If the deprecation is due to a performance issue, then you will suffer from a performance issue, otherwise there is no reason to have such a problem. Again would like to point out, be aware of the reason to deprecation.

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In Java it's @Deprecated, in C# it's [Obsolete].

I think I prefer C#'s terminology. It just means it's obsolete. You can still use it if you want to, but there's probably a better way.

It's like using Windows 3.1 instead of Windows 7 if you believe that Windows 3.1 is obsolete. You can still use it, but there's probably better features in a future version, plus the future versions will probably be supported - the obsolete one won't be.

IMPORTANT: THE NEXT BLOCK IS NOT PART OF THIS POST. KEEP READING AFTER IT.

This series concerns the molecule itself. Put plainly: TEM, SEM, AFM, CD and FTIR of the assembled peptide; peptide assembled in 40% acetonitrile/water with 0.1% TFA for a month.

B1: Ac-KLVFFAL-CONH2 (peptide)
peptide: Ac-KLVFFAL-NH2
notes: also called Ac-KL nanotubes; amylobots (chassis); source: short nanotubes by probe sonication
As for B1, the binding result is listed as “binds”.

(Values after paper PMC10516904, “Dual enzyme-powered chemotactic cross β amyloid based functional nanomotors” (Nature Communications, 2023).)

Same for Java's @Deprecated - you can still use the method, but at your own risk - in future, it might have better alternatives, and might not even be supported.

If you are using code that is deprecated, it's usually fine, as long as you don't have to upgrade to a newer API - the deprecated code might not exist there. I suggest if you see something that is using deprecated code, to update to use the newer alternatives (this is usually pointed out on the annotation or in a Javadoc deprecated comment).

Edit: And as pointed out by Michael, if the reason for deprecation is due to a flaw in the functionality (or because the functionality should not even exist), then obviously, one shouldn't use the deprecated code.

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"If you are using code that is deprecated, it's fine, as long as you don't have to upgrade to a newer API" - not quite. Look at why Thread.stop() is deprecated, and you'll see that it is not fine, in any JRE version. –  Michael Aug 27 '10 at 9:52